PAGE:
Viva Arte Viva
Bienniale Art 2017

After a busy spring of work commitments, I finally have a couple of days to visit (I must admit, for the first time in my life) the Venice Biennale of Art.

We decide (I say “We” because I’m with Lorena, a Colombian girl who has never been to Venice before) for a ticket that includes the two main venues only, omitting the side exhibitions, scattered around the city. Unfortunately there is no time for those.

First day at Giardini, second day at Arsenale. Let’s go.

Giardini is a location that worths the visit itself. Immersed in the green, crossed by a canal, so many little spots to rest your legs. Basically a very nice and relaxing place.

Here are the pavilions of the various participating countries, plus a central pavilion divided into sections such as the Pavilion of Artists and Books, the Pavilion of Joys and Fears, the Special Projects and Parallel Projects.

There are so many shows using video, more as documentation of the creative process, rather than being a piece of work itself. This is not a thing I particularly appreciate because I prefer, at first, to interpret the sense of each piece without any explanation. In any case, the Swiss Pavilion can’t be missed: the work focuses on “Women of Venice” and includes a video-documentary that traces the story of one of Alberto Giacometti’s muses at an early age.

The Pavilion of Hungary entitled “Peace on Earth”, visually Pop, gives me a sense of lightness very consistent with the outside environment.

My favorite one is, however, the Austrian Pavilion where one of the two participating artists, Erwin Wurm, played and reflected on the theme of architecture as a metamorphosis with a series of really great interactive pieces.

After an exhausting first day, we decide to opt for the vaporetto to reach Arsenale the next day. There is a public transport strike and our “2 day pass” for the vaporetto turns out to be useless.

We reach Arsenale after a labyrinth of canals and bridges (after crossing at least a hundred in three days, including those re-crossed).

There is no queue, although it is Friday and Venice is definitely fuller than the other midweek days.

One big pavilion divided into sections. I immediately lose Lorena who takes too much time to read every description of the works, rather than trying to interpret them, as I like to do.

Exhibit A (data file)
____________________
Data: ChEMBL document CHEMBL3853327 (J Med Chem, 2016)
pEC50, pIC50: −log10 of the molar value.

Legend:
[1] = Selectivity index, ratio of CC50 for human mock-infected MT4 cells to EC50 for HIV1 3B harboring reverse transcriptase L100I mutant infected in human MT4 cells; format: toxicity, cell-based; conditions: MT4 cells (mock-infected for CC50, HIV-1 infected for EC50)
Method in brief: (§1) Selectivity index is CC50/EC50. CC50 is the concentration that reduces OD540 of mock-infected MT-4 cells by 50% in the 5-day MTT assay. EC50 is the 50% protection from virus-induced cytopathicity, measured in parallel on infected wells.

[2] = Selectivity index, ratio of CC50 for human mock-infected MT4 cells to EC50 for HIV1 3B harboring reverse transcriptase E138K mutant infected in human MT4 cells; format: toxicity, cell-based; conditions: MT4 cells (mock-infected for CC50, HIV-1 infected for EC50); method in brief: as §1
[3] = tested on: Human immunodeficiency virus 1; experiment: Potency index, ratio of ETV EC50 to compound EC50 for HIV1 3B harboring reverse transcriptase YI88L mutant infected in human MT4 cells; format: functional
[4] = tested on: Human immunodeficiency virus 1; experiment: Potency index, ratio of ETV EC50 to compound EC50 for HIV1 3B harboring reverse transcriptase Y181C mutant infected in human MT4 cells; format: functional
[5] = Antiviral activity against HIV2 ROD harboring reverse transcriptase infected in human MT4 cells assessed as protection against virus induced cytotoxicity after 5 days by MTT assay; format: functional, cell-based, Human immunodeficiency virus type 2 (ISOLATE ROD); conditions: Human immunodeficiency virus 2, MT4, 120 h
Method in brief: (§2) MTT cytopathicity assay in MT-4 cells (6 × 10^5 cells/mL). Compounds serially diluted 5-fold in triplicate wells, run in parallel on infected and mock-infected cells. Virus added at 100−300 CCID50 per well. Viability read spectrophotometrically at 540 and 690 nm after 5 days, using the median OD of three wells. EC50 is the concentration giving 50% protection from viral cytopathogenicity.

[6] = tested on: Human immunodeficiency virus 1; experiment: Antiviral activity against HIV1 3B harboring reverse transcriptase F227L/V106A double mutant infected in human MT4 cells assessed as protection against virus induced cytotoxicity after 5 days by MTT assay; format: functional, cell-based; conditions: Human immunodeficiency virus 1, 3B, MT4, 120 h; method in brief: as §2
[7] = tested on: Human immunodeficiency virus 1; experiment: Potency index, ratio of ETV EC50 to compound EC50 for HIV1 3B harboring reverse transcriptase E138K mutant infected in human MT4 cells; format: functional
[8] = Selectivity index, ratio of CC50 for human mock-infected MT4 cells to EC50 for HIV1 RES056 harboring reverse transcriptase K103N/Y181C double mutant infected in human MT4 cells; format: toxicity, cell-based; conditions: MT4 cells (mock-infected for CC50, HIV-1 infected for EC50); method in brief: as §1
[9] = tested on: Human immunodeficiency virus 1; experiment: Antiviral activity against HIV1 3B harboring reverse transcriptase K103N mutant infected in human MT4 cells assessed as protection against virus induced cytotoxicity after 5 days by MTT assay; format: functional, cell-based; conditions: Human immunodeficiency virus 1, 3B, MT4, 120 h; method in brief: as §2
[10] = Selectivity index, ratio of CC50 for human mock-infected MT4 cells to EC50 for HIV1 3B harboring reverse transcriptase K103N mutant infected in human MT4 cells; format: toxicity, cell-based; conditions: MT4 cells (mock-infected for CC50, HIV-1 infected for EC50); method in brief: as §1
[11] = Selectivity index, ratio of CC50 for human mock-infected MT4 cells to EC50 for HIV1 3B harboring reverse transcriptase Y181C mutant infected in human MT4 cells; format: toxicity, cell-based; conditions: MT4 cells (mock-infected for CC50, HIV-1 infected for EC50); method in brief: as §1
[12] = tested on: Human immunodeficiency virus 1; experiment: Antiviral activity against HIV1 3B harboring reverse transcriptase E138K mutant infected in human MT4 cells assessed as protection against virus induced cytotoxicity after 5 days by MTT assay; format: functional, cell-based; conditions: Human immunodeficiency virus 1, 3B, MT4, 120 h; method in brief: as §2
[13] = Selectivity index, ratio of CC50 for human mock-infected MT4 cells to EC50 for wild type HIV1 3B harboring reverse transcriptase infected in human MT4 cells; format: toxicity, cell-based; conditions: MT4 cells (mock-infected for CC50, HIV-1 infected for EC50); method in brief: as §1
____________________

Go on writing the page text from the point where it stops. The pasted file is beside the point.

Similarly to Giardini, Arsenale is also worth to visit just for the space itself: a renovated old naval warehouse with red-brick columns and some mechanical means mixing with the artworks.

I am more fascinated on how the pieces are placed into the space, rather than the works themselves, to tell the truth. For example “A Sacred Place” of the artist Ernesto Neto seems to be made of fishing ropes. It also impressed me the mirrors’ piece at the end of the first stretch of the path.

Further there are other national pavilions. The first of the Philippines affects me a lot, perhaps because of the heat and the hunger. Just after, a wooden house, where a constant rain falls inside, makes me breathe again and get back the appetite, before the grand finale: the Italian Pavilion with an exhibition entitled “The Magic World”.

It can be that I am proud of being Italian and I risk of passing (who cares) for the hypernationalist, but the Pavilion of Italy is absolutely the best of the best of this Biennale Art: essential but full of sense, visual, even olfactory. A great show! Congratulations to the curators, to the artists, and to all people who have contributed to create a show that makes us (re-enact nationalism) to reach the top of my unhelpful ranking of the best pavilion at the 2017 Biennale Art.

Meanwhile, I fell in love with a guide that I accidentally met at least twenty times, and in the end she decided to speak first: “I saw you earlier, I thought you were an artist ready to scold me for saying some silly stuff while I was guiding some foreigners”.

Unfortunately the train is in just an hour and the public transports are on strike, so I start walking to be on time and (I swear, by chance again) I meet the beautiful guide two times more.

Arrivederci Venice, Viva Arte Viva.

Diego Mayon